Photographer Jimmy Metyko was born and raised in Texas. But in his childhood and teens he traveled often, thanks to his globetrotting parents.
“My father had this philosophy,” said Jimmy via phone. “He’d say, ‘You don't take a trip; you let the trip take you.’ And it’s always stuck in my mind that he had this need to say he did something. So if there was a border that’s three hours away, we had to take a detour just so we could put our foot across that border and say we were in that country.”
In 1973, at age 13, Jimmy and his family set off on a three-month, around-the-world trip. These were the days when people traveled with those big, heavy, cumbersome trunks. Before setting off, Jimmy’s mother instructed him to grab a couple of pieces of clothing. Jimmy grabbed a shirt, a pair of pants, a pair of shoes and slaps, a tuxedo, and a pair of Birdwells. He ended up basically living in his Birdwells.
“We went to Moscow, where it was cold. And I’m sure you’re going like, ‘How could anybody ever wear Birdwells there in that weather?’ But it was just your identity. And as a 13-year-old kid, all I cared about was surfing. I wanted everybody to know I was a surfer, and I didn’t care whether anybody understood that or not.”
It was on this trip that Jimmy fell in love with photography. “I started shooting because my dad loved cameras, and when we traveled, he was one of these camera nuts that brought every kind of camera possible,” he said.
In Hong Kong, Jimmy got his first SLR camera, and in India, in Calcutta, his father gave him his first assignment: to shoot Mother Teresa’s orphanage. “You saw all the stuff you can’t imagine seeing. And I only took photos of the orphanage and where the babies were, stuff like that. Some things I just didn’t feel right taking photos of.”
After traveling through the South Pacific, where Jimmy and his brothers surfed and bodysurfed over shallow coral reefs for the first time, the Metykos landed on the Gold Coast of Australia. Jimmy was stoked. He surfed fun waves at the beachbreaks around Palm Beach. At his father’s insistence, he paddled out at the legendary Burleigh Heads. He scored rifling, tubing rights. He met funny locals. It was an immersion in surf culture that he’d never had before.
“It was incredible. And the locals were all fascinated with this little Texan kid,” said Jimmy.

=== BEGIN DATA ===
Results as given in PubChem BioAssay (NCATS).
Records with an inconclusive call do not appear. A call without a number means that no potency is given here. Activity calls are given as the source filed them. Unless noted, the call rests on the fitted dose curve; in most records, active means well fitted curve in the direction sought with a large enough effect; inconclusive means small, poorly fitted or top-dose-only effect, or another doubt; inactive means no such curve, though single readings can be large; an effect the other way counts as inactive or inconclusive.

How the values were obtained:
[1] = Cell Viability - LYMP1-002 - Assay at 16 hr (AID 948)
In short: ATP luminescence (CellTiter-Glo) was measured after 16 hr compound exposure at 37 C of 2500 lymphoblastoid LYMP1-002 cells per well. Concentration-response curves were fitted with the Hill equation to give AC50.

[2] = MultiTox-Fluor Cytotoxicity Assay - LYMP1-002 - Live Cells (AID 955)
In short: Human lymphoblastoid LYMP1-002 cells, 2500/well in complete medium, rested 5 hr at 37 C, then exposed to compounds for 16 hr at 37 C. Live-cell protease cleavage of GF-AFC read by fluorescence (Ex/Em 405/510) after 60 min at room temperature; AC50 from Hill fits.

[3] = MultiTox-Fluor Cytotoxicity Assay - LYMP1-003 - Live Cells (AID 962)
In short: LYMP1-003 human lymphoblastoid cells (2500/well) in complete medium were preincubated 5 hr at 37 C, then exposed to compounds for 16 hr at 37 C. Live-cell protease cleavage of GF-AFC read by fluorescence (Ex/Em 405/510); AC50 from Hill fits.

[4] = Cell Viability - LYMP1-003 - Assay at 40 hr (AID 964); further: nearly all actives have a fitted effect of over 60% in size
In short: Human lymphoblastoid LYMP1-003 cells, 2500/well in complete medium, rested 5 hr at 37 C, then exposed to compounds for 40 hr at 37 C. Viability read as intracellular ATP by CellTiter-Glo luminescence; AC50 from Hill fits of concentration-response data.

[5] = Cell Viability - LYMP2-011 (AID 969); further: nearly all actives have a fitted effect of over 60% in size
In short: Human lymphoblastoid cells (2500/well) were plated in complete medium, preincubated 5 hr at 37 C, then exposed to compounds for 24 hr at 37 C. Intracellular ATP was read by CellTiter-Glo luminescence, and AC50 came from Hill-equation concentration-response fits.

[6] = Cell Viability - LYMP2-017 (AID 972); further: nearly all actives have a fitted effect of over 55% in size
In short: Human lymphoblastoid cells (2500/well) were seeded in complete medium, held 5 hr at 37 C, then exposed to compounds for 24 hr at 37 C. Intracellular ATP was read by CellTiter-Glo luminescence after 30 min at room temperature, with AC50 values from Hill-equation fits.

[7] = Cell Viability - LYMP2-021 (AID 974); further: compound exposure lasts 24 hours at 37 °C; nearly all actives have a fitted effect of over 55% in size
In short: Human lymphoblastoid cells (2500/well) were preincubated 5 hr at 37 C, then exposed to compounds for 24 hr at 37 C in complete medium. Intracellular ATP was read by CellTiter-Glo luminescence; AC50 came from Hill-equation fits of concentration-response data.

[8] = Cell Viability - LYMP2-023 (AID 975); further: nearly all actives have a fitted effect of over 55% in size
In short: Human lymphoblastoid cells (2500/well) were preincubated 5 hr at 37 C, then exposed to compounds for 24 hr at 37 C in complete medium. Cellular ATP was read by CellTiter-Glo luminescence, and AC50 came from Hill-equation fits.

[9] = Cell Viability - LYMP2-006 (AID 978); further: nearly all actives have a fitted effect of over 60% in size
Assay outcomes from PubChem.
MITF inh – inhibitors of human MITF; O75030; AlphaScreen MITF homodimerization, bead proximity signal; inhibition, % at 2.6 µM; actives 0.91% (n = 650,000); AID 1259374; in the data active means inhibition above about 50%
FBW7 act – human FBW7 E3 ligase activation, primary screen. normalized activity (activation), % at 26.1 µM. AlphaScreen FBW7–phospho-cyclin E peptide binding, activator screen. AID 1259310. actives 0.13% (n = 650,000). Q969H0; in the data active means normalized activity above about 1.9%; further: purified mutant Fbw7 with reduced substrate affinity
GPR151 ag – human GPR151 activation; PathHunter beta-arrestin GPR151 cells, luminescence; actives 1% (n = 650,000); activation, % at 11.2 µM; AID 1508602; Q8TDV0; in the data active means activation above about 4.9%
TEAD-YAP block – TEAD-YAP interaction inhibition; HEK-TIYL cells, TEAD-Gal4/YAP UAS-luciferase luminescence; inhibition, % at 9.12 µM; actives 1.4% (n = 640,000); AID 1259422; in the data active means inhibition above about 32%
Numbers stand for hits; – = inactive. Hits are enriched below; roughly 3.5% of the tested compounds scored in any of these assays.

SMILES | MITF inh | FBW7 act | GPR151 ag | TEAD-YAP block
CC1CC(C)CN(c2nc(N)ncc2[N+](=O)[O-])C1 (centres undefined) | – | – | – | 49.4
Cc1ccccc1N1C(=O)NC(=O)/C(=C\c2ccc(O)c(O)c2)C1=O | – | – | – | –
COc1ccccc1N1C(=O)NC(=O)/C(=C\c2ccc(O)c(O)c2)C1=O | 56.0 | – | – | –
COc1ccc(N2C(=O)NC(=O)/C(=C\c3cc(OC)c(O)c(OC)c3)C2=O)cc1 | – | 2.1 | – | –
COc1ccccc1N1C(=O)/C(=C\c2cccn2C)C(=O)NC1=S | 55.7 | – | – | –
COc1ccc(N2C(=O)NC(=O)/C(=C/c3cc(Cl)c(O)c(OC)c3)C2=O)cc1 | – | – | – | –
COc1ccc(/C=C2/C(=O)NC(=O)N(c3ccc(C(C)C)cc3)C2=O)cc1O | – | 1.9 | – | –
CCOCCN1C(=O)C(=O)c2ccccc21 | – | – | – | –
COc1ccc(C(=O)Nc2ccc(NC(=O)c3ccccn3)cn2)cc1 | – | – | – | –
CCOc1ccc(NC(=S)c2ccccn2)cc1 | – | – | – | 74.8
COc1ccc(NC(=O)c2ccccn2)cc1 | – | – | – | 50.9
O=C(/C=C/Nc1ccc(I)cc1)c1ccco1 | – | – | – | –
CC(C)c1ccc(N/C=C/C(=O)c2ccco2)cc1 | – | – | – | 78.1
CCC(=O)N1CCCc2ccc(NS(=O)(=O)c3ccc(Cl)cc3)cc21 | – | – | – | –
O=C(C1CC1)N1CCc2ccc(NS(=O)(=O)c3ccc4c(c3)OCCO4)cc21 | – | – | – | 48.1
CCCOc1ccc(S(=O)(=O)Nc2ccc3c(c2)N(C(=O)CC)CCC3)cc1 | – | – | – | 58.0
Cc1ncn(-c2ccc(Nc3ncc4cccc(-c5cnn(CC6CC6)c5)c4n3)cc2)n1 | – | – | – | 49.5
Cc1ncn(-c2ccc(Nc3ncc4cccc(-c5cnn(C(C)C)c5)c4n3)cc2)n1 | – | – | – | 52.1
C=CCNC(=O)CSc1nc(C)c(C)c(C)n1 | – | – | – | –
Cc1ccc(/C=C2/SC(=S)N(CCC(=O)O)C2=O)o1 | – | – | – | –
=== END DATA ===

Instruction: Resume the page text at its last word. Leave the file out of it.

After a couple days on the Gold Coast, the Metyko family headed to the Coolangatta Airport to begin the long trip home. Waiting at the gate, Jimmy saw a face he recognized.
“I ran back to my parents and I said, ‘I think I just saw Peter Townend.’ And at that point, he had just become somebody because of the world championships in San Diego. And they go, ‘Well a guy just put some boards in the conveyor rack.’ I go, ‘Did he have like a blond goatee and blond hair?’ And they go, ‘Yes.’ At the gate I never introduced myself. I was too nervous. And on the plane I kept getting up and going to the bathroom and walking by him and staring at him. So finally we’re in Sydney. We’re in the airport and we’re waiting for our luggage, and he’s over there with whoever picked him up. And my mom just goes, ‘I’m tired of this.’ So I had a copy of Tracks magazine with PT on the cover, and she goes over there and she shows it to him and she goes, ‘Is this you?’ And PT goes, ‘Yeah.’ And then my mom waves me over, and so I was just the typical star-struck grom. And PT was uncomfortable being a surf star at that point. He signed my Tracks. It’s a funny story because years later we became friends.”
I asked Jimmy what he took away from this trip.
“On a practical note,” he said, “I learned how to travel; how to take in the good as it is presented, and how to relax when plans and circumstances inevitably go awry on the road. Anyone who has traveled extensively, then and now, understands that such a big part of it is these treasured collections of unique, seemingly once-in-a-lifetime experiences that can never be pulled from any magazine page. These experiences become a part of who you are, and quite often go undetected even to yourself until long after your travels.”
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